To more directly determine the impact of EMT on sensitivity to KRASG12C inhibition and different combination strategies, H358 cells were chronically treated with TGFβ (41). The induction of EMT, as indicated by enhanced expression of vimentin and suppressed expression of CDH1 (Fig. 5L), reduced the sensitivity to ARS-1620 (Fig. 5M). Our results indicate substantial rewiring of RTKs during EMT in H358 cells, where we observed reduced expression of HER2 and HER3, and enhanced expression of FGFR1 and FRS2 in the mesenchymal cells. Of note, this observation was consistent with the cell viability analysis where EMT-induced H358 cells become sensitive to both signal-agent treatment with FGFR1 inhibitor and in combination with ARS-1620 (Fig. 5N). Consistently, we observed decreased sensitivity to pan-HER inhibitor when treated standalone and with ARS-1620 combination. Consistent with our earlier results, sensitivity to dual SHP2i/KRASi and SOSi/KRASi combination treatments also reduced in the mesenchymal H358 cells (Fig. 5N). However, sensitivity to dual pan-HERi/KRASi and SHP2i/KRASi combinations remained unchanged when treated at higher doses of drugs combination (Supplementary Fig. S7A–S7D).
Next, we analyzed our proteomics and CCLE RNA-seq data (33) of KRASG12C cell lines for FGFR signaling signatures. We observed highest expression of FGF2 protein/gene expression in H1792 and LU99 cells (Supplementary Fig. S8; Supplementary Table S7). We also observed higher phosphorylation (Y502) and expression of FGFRL1 in H1792 in our proteomics data (Supplementary Fig. S8A). Next, we analyzed CCLE RNA-seq data which enabled inclusion of more KRASG12C models where a positive correlation was observed between FGFR1 and TGFβ-EMT score (r = 0.72; P = 0.002; Supplementary Table S7). Also, we observed a significant difference in the FGFR1 gene in two-group (epithelial vs. mesenchymal) comparison (Supplementary Fig. S8B). Finally, we asked whether FGFR1 expression in KRASG12C human lung cancer tumor tissues corelates with the mesenchymal subtype. We observed a positive correlation between FGFR1 and TGFβ-EMT score (r = 0.707; P = 4.04E-10; Fig. 5O; Supplementary Table S9). Our results show a significant role of FGFR1 signaling in mesenchymal type KRASG12C tumors and we show synergistic effects with dual FGFRi/KRASi combination treatment in a subgroup of KRASG12C models with mesenchymal type.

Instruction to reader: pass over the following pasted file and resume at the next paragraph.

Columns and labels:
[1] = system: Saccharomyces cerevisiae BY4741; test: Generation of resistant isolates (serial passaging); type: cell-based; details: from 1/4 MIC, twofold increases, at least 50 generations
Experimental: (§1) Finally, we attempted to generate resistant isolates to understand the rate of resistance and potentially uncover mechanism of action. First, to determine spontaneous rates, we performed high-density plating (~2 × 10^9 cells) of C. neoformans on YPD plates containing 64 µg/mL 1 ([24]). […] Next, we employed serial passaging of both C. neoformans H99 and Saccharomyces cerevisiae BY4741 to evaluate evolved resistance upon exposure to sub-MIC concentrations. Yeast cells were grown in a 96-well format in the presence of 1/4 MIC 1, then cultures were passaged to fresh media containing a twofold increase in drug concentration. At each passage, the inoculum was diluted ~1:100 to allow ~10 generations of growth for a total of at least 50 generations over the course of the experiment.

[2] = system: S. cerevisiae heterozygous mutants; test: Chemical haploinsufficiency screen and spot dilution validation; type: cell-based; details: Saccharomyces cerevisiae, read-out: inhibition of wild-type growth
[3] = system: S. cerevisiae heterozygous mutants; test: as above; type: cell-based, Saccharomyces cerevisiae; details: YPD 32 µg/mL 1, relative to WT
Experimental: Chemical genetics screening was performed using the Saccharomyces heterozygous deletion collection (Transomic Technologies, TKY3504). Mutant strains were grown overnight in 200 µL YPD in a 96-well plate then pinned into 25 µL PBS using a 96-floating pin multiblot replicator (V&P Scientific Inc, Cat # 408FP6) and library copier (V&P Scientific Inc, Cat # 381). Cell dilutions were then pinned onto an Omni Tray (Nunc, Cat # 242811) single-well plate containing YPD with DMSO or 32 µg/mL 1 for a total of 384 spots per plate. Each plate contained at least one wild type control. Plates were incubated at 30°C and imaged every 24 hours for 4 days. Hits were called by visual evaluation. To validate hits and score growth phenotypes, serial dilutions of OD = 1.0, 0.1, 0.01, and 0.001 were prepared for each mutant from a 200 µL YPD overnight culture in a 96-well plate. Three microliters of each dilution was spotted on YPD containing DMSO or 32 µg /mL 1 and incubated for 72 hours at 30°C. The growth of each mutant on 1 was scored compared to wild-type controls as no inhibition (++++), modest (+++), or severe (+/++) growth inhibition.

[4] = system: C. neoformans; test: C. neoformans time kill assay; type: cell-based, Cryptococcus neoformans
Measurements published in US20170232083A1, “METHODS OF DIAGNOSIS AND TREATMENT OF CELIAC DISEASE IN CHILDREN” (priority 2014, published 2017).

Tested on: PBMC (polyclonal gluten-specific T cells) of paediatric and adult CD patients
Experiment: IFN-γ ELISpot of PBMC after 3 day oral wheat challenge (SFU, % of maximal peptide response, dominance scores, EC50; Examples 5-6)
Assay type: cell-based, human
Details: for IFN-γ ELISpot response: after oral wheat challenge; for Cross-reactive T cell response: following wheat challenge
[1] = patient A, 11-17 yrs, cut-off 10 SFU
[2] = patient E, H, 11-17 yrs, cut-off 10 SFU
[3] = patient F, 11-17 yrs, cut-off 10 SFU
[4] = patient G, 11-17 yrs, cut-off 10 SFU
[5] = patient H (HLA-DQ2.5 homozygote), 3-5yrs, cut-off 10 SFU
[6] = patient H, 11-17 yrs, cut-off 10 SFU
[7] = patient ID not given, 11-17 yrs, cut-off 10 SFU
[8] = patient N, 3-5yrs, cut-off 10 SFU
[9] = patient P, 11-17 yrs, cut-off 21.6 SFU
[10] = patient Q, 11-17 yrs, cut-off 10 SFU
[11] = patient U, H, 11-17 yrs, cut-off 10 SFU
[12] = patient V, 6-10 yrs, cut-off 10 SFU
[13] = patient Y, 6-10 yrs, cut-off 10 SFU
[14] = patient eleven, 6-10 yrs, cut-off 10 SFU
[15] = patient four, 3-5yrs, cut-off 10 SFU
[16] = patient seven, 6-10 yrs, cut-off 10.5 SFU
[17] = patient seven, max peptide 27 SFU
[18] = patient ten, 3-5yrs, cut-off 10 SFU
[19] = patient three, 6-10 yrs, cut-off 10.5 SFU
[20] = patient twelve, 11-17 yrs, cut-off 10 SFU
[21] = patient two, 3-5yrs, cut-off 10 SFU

Phosphoproteomics identified AXL receptor–mediated adaptive rewiring to KRASG12C inhibition
Our results showed that inhibition of IGF1R and FGFR1 does not sensitize Calu1 to ARS-1620 treatment. In addition, combination with a pan-HER or SHP2 inhibitor only had moderate response (Fig. 6A). Immunoblot-based signaling analysis also indicated that SHP099 alone or in combination with ARS-1620 does not effectively suppress p-ERK expression (Fig. 6B). Our phosphoproteomics data identified 208 pY and 1,353 pSTY phosphosites that were modulated by ARS-1620. The MetaCore pathway analysis on phosphosites perturbed at 6 hours (Supplementary Fig. S9A) indicates inhibition of ERK signaling, yet other signaling pathways were upregulated. A well-connected signaling network of PI3K-AKT-mTOR was identified, which involves IRS1, IRS2, AKT1, AKT2, RPS6KB1, RPS6, and EIF4B among other nodes.
Resistance to combinations of ARS-1620 with drugs targeting HER, IGF1R, or FGFR in Calu1 led to more comprehensive reevaluation of perturbed phosphoproteome with manual curation of the signaling network based on differentially expressed phosphosites (Fig. 6C). This strategy also indicated activation of PI3K-AKT pathway. Interestingly, we identified increased phosphorylation of AXL (Y779). We also observed higher phosphorylation and expression (both protein and gene) of AXL in Calu1 when compared with other cell lines (Fig. 6D; Supplementary Table S7). For this reason, we sought to check whether inhibition of AXL can sensitize Calu1 to ARS-1620 treatment. The drug–response curves indicated that combination treatment with AXL inhibitor(s) enhances sensitivity to ARS-1620 in Calu1 cells. In addition, our data were in concordance with previous study, where PI3K inhibitor showed synergistic effects with KRASi in Calu1 and suppressed p-Akt expression (Fig. 6E and F; Supplementary Fig. S9B).